On the 16th of January 2020, Uganda’s Electoral Commission declared incumbent Yoweri Museveni the winner of the presidential election, held two days prior. Museveni, who has been in power since 1986, ensured an unfree and unfair election, marred by violence, intimidation, and the harassment of the political opposition, specifically targeting the musician-turned politician, Bobi Wine.
Wine (whose real name is Robert Kyagulanyi Ssentamu), has emerged as a fierce challenger to Museveni’s stranglehold on power. Amassing 35% of the vote in what was a credibly stolen election is a serious feat, and Wine—at the helm of the People Power Movement, now transformed into the National Unity Platform—is widely recognized as the man most likely to topple Museveni’s government if the opportunity arises. As a representative of Uganda’s urban youth, Wine gives expression to their anger at the increasing joblessness and inequality presided over by a corrupt political class with Museveni as its figurehead.
But who exactly is Bobi Wine? Setting aside the system he rejects, what does he stand for? A new podcast series hosted by the Sudanese-American rapper Bas, and produced by Spotify, Dreamville Studios and Awfully Nice aims to probe exactly these questions. The Messenger follows Bobi Wine’s rise from his upbringing and his artistic career all the way to his political prominence. This week on AIAC Talk we’re joined by two of its producers, Dana Ballout and Adam Sjöberg. Dana is a Lebanese-American documentary producer, podcaster and journalist, while Adam is a documentary filmmaker and commercial director based in LA too. We want to ask them what they’re uncovering about Wine, his life story, political influences and worldview. We’d also like to hear about the podcast—who’s behind it, how it came together, and why podcasting was the chosen medium to tell this ongoing story. And why this story?
And then, from unpacking one medium, we move to another. Next, we’re talking to Aimée Bessire and Erin Hyde Nolan. Aimée is an affiliated scholar who teaches African art history and cultural studies at Bates College, and Erin is a visiting assistant professor at Maine College of Art, where she teaches the history of photography, and visual culture, and Islamic art. Both of them, are the authors of Todd Webb in Africa ( Thames & Hudson, 2021), a collection of photographs taken in Africa by the renowned photographer Todd Webb. While his shots of everyday life in big, Western cities like Paris and New York are well-known, less so are the ones from his travels in Africa, taken in 1958 across Togo, Ghana, Sudan, Somalia, and what we now know as Malawi, Zambia, Zimbabwe and Tanzania. That some of these countries were once known by different names, summarizes the period of tremendous change and upheaval that the photographs capture, located at the “interstices of colonialism and independence” as the authors write in the book’s introduction. We want to talk about the photographs, the people and places portrayed in them, but we also want to talk about the politics of photography itself—whose gaze reflects them, what narrative are they trying to push? For example, what are we to make of the fact that Webb’s project was commissioned by the United Nations?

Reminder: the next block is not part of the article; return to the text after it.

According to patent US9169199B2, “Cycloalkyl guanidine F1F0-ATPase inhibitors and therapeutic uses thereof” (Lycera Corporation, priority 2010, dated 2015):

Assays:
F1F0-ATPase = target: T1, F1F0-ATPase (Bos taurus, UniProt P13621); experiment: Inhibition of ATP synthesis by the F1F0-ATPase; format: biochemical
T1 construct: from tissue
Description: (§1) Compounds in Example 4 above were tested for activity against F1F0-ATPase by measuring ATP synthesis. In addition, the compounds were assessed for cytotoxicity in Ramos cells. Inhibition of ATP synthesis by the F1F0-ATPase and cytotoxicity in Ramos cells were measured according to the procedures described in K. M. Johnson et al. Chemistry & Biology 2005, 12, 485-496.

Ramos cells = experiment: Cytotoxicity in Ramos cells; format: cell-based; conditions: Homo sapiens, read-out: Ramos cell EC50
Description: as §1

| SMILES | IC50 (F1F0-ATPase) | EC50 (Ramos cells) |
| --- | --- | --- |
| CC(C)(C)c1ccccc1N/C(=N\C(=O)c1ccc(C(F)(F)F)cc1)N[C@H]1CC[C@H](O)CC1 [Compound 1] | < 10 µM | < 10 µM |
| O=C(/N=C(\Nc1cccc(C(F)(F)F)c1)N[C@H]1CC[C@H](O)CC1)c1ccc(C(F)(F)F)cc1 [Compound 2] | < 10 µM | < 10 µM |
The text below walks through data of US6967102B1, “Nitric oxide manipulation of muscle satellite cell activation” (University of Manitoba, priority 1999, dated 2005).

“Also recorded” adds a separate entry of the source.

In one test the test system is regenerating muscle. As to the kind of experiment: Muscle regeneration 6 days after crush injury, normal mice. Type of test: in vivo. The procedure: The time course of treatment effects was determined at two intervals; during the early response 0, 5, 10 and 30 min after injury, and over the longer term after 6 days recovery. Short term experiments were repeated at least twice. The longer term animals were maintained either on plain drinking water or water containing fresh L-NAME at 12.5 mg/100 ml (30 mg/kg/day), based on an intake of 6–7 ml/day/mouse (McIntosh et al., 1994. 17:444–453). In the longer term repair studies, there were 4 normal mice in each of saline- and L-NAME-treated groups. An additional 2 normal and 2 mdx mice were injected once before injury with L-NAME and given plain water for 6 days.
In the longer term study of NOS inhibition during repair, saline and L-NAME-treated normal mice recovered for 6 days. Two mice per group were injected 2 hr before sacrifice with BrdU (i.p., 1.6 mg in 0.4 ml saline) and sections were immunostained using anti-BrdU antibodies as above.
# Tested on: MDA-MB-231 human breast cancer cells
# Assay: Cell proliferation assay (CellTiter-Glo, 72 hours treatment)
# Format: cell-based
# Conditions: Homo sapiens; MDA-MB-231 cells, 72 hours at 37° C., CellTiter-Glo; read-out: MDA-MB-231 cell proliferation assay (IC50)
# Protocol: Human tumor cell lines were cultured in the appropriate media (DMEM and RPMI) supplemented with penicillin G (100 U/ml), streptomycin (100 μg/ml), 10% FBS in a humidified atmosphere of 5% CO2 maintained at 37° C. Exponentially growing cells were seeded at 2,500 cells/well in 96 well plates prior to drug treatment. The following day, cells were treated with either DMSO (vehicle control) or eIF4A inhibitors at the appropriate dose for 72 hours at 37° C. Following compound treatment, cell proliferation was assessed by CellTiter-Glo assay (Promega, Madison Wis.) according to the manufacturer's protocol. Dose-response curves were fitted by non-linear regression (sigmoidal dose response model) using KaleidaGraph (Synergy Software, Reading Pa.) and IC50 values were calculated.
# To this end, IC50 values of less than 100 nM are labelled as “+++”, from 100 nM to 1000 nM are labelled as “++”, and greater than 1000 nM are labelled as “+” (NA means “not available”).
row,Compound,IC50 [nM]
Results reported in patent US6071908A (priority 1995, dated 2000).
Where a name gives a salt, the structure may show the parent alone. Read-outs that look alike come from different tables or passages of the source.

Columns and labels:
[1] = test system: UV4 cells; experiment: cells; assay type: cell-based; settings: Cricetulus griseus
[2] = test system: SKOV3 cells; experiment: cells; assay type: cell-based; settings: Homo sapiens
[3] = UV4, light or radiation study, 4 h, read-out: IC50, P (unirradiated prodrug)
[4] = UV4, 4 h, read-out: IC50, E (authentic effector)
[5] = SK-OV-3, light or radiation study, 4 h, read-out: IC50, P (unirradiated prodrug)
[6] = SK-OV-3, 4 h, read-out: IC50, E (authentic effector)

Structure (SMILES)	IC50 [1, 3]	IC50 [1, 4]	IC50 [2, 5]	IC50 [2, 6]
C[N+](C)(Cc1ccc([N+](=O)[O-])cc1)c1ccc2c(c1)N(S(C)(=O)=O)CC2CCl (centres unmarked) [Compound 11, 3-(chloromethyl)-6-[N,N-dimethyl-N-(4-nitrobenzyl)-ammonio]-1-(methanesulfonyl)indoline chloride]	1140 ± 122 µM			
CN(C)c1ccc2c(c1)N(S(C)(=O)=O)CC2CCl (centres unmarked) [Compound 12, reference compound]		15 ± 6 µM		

Last week, we spoke to Yotam Gidron and Matshidiso Motsoeneng about Israel’s relationship to Africa, what it is its history, and how the apartheid-state is making renewed efforts to court the continent for international legitimacy. Clips from that episode are available on our YouTube channel, but best check out the whole thing on our Patreon along with all the episodes from our archive.